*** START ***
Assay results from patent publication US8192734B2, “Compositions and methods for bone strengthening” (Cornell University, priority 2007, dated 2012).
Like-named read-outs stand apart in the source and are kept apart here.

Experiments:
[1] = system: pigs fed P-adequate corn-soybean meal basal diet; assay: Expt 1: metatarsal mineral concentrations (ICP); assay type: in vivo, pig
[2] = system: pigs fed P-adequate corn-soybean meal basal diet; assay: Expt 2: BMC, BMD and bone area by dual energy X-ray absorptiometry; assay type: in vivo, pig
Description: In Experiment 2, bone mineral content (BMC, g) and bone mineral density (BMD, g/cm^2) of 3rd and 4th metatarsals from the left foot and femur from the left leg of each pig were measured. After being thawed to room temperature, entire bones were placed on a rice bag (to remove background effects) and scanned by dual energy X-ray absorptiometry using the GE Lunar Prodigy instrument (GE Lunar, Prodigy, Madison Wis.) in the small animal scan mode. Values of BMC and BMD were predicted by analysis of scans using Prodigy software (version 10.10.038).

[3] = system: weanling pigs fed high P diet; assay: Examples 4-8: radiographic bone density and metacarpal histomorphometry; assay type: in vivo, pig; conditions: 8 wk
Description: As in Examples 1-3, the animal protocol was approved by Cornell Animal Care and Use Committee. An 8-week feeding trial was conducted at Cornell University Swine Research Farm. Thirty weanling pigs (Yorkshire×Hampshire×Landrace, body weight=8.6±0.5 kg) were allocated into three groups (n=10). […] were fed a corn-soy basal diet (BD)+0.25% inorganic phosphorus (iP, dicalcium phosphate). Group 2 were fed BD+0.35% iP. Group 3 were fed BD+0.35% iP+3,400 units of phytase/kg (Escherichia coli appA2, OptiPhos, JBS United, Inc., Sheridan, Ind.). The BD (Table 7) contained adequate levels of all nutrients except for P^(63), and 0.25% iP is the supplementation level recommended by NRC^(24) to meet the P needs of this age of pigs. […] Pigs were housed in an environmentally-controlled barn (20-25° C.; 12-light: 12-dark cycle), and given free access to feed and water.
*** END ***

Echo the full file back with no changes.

Assay results from patent publication US8192734B2, “Compositions and methods for bone strengthening” (Cornell University, priority 2007, dated 2012).
Like-named read-outs stand apart in the source and are kept apart here.

Experiments:
[1] = system: pigs fed P-adequate corn-soybean meal basal diet; assay: Expt 1: metatarsal mineral concentrations (ICP); assay type: in vivo, pig
[2] = system: pigs fed P-adequate corn-soybean meal basal diet; assay: Expt 2: BMC, BMD and bone area by dual energy X-ray absorptiometry; assay type: in vivo, pig
Description: In Experiment 2, bone mineral content (BMC, g) and bone mineral density (BMD, g/cm^2) of 3rd and 4th metatarsals from the left foot and femur from the left leg of each pig were measured. After being thawed to room temperature, entire bones were placed on a rice bag (to remove background effects) and scanned by dual energy X-ray absorptiometry using the GE Lunar Prodigy instrument (GE Lunar, Prodigy, Madison Wis.) in the small animal scan mode. Values of BMC and BMD were predicted by analysis of scans using Prodigy software (version 10.10.038).

[3] = system: weanling pigs fed high P diet; assay: Examples 4-8: radiographic bone density and metacarpal histomorphometry; assay type: in vivo, pig; conditions: 8 wk
Description: As in Examples 1-3, the animal protocol was approved by Cornell Animal Care and Use Committee. An 8-week feeding trial was conducted at Cornell University Swine Research Farm. Thirty weanling pigs (Yorkshire×Hampshire×Landrace, body weight=8.6±0.5 kg) were allocated into three groups (n=10). […] were fed a corn-soy basal diet (BD)+0.25% inorganic phosphorus (iP, dicalcium phosphate). Group 2 were fed BD+0.35% iP. Group 3 were fed BD+0.35% iP+3,400 units of phytase/kg (Escherichia coli appA2, OptiPhos, JBS United, Inc., Sheridan, Ind.). The BD (Table 7) contained adequate levels of all nutrients except for P^(63), and 0.25% iP is the supplementation level recommended by NRC^(24) to meet the P needs of this age of pigs. […] Pigs were housed in an environmentally-controlled barn (20-25° C.; 12-light: 12-dark cycle), and given free access to feed and water.